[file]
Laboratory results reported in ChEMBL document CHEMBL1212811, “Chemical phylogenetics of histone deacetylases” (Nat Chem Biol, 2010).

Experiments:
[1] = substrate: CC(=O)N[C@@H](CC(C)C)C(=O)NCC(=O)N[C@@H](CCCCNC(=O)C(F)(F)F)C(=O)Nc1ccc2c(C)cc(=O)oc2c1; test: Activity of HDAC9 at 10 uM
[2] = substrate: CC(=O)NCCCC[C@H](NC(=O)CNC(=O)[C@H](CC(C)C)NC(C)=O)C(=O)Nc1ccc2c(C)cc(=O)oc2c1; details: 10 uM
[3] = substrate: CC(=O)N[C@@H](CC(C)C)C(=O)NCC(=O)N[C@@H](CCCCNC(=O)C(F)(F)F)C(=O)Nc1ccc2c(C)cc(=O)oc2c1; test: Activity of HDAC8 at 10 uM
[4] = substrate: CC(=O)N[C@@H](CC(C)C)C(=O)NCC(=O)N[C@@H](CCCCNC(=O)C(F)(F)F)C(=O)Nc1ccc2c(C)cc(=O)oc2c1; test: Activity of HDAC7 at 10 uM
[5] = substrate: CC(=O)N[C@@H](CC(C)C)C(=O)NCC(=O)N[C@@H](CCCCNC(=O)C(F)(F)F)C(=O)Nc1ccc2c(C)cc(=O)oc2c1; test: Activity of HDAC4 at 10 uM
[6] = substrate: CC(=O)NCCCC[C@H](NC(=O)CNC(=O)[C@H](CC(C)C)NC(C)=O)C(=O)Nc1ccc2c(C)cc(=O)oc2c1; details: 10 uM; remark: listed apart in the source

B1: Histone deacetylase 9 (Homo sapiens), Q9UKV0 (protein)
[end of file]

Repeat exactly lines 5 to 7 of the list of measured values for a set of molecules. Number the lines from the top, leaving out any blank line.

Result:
[3] = substrate: CC(=O)N[C@@H](CC(C)C)C(=O)NCC(=O)N[C@@H](CCCCNC(=O)C(F)(F)F)C(=O)Nc1ccc2c(C)cc(=O)oc2c1; test: Activity of HDAC8 at 10 uM
[4] = substrate: CC(=O)N[C@@H](CC(C)C)C(=O)NCC(=O)N[C@@H](CCCCNC(=O)C(F)(F)F)C(=O)Nc1ccc2c(C)cc(=O)oc2c1; test: Activity of HDAC7 at 10 uM
[5] = substrate: CC(=O)N[C@@H](CC(C)C)C(=O)NCC(=O)N[C@@H](CCCCNC(=O)C(F)(F)F)C(=O)Nc1ccc2c(C)cc(=O)oc2c1; test: Activity of HDAC4 at 10 uM